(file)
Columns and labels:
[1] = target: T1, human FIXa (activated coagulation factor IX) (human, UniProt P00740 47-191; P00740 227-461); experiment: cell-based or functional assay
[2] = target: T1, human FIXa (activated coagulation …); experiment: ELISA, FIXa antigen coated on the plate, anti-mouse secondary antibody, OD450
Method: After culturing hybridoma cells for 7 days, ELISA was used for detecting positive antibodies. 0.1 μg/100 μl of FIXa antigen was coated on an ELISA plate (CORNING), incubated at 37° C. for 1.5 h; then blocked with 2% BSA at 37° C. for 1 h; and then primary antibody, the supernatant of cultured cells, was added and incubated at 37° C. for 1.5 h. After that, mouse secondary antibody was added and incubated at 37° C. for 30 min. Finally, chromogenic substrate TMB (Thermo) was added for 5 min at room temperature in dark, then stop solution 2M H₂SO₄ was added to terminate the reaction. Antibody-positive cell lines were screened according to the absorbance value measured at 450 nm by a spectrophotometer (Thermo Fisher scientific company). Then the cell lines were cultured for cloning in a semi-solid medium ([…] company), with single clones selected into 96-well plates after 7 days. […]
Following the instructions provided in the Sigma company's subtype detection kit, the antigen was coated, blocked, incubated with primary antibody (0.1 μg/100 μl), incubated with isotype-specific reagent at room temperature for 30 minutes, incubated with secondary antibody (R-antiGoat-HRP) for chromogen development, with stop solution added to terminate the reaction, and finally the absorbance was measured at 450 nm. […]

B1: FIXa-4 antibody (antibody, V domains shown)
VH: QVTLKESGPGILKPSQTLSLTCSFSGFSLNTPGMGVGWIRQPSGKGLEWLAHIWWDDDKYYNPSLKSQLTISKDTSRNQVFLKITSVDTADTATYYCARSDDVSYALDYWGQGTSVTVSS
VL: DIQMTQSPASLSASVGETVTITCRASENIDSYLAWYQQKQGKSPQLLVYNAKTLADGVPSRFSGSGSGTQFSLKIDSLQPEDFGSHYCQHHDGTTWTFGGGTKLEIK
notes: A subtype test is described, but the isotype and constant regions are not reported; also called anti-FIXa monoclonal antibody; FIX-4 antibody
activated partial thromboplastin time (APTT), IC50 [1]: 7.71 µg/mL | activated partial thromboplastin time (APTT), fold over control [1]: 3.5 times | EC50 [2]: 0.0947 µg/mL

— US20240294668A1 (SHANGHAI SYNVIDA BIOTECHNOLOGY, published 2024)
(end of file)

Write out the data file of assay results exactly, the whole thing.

Columns and labels:
[1] = target: T1, human FIXa (activated coagulation factor IX) (human, UniProt P00740 47-191; P00740 227-461); experiment: cell-based or functional assay
[2] = target: T1, human FIXa (activated coagulation …); experiment: ELISA, FIXa antigen coated on the plate, anti-mouse secondary antibody, OD450
Method: After culturing hybridoma cells for 7 days, ELISA was used for detecting positive antibodies. 0.1 μg/100 μl of FIXa antigen was coated on an ELISA plate (CORNING), incubated at 37° C. for 1.5 h; then blocked with 2% BSA at 37° C. for 1 h; and then primary antibody, the supernatant of cultured cells, was added and incubated at 37° C. for 1.5 h. After that, mouse secondary antibody was added and incubated at 37° C. for 30 min. Finally, chromogenic substrate TMB (Thermo) was added for 5 min at room temperature in dark, then stop solution 2M H₂SO₄ was added to terminate the reaction. Antibody-positive cell lines were screened according to the absorbance value measured at 450 nm by a spectrophotometer (Thermo Fisher scientific company). Then the cell lines were cultured for cloning in a semi-solid medium ([…] company), with single clones selected into 96-well plates after 7 days. […]
Following the instructions provided in the Sigma company's subtype detection kit, the antigen was coated, blocked, incubated with primary antibody (0.1 μg/100 μl), incubated with isotype-specific reagent at room temperature for 30 minutes, incubated with secondary antibody (R-antiGoat-HRP) for chromogen development, with stop solution added to terminate the reaction, and finally the absorbance was measured at 450 nm. […]

B1: FIXa-4 antibody (antibody, V domains shown)
VH: QVTLKESGPGILKPSQTLSLTCSFSGFSLNTPGMGVGWIRQPSGKGLEWLAHIWWDDDKYYNPSLKSQLTISKDTSRNQVFLKITSVDTADTATYYCARSDDVSYALDYWGQGTSVTVSS
VL: DIQMTQSPASLSASVGETVTITCRASENIDSYLAWYQQKQGKSPQLLVYNAKTLADGVPSRFSGSGSGTQFSLKIDSLQPEDFGSHYCQHHDGTTWTFGGGTKLEIK
notes: A subtype test is described, but the isotype and constant regions are not reported; also called anti-FIXa monoclonal antibody; FIX-4 antibody
activated partial thromboplastin time (APTT), IC50 [1]: 7.71 µg/mL | activated partial thromboplastin time (APTT), fold over control [1]: 3.5 times | EC50 [2]: 0.0947 µg/mL

— US20240294668A1 (SHANGHAI SYNVIDA BIOTECHNOLOGY, published 2024)